I intended to write a post on this but a fellow member of the Bar, Art Harun, has written a far better piece and posted it up on his blog. So, instead of reinventing the wheel, allow me to direct my esteemed readers to:
For those who were tuning out as the Perak debacle became more and more convoluted, Nizar succeeded in his suit at the High Court and a number of declaratory reliefs were granted by the learned High Court Judge. On hearing this, Zambry’s solicitors made an oral application for stay and this was refused by the High Court judge.
Zambry’s solicitors then went to the Court of Appeal and obtained a stay against the declaratory orders made by the High Court judge. The question is – can anyone obtain a stay of a declaratory order? In his posts, Art Harun considered that very question and rightly expressed the view that one can’t obtain a stay of a declaratory order.
While we are on this topic, I thought it sensible to point out another particularly comprehensive analysis given by Justice RS French [incidentally the Chief Justice of the High Court of Australia (the apex Court in Australia)], regarding the nature of declaratory reliefs, albeit within the Australian context, but which nevertheless remains quite applicable.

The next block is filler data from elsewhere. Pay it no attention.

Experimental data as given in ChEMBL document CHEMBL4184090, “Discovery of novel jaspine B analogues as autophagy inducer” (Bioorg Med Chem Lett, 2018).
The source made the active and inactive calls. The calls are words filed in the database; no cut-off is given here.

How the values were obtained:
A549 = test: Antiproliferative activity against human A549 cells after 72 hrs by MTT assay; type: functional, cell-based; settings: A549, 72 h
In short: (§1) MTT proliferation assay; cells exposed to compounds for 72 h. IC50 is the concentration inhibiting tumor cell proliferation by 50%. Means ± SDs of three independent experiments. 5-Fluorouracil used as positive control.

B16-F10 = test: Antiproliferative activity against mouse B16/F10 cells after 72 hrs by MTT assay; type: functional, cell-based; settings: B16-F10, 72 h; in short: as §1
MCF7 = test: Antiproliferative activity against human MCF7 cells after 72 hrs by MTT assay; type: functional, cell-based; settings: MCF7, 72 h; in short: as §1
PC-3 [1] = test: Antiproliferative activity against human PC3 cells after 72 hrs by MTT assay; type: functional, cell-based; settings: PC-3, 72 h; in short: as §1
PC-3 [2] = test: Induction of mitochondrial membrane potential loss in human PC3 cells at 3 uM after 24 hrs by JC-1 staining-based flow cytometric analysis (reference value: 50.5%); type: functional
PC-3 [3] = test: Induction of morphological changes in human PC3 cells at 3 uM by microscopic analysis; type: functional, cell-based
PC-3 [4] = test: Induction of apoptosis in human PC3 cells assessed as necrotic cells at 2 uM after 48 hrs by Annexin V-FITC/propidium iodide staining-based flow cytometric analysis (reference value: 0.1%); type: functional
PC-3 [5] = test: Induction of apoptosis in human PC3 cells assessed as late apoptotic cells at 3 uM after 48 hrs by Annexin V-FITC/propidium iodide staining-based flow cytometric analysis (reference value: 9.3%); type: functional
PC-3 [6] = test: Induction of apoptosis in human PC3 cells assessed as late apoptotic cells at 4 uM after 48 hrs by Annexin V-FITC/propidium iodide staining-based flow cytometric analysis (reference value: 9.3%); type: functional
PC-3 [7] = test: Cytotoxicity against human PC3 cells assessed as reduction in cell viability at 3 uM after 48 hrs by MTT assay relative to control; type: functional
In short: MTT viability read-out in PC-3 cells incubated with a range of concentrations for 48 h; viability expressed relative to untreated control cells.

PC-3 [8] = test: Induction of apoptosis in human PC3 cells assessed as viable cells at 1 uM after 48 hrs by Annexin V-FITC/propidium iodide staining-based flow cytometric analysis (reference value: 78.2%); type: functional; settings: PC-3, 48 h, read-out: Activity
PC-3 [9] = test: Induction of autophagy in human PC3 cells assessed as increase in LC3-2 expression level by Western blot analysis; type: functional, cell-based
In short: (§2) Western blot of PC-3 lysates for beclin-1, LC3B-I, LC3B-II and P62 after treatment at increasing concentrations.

Of particular import is His Lordship’s reference to a decision made in Arnhem Land Aboriginal Land Trust v Northern Territory of Australia  FCAFC 31, given on 16 March 2007 where the Full Court of the Federal Court refused to grant a CONSENT ORDER staying a declaratory judgment as “… the basic logic [is] that there is nothing about a declaratory order that can be stayed.”
All I can say is that from where I stand, it looks like we are in for some stormy weather come 18th. May, 2009 – the date fixed for the hearing of Nizar’s stay application at the Court of Appeal.
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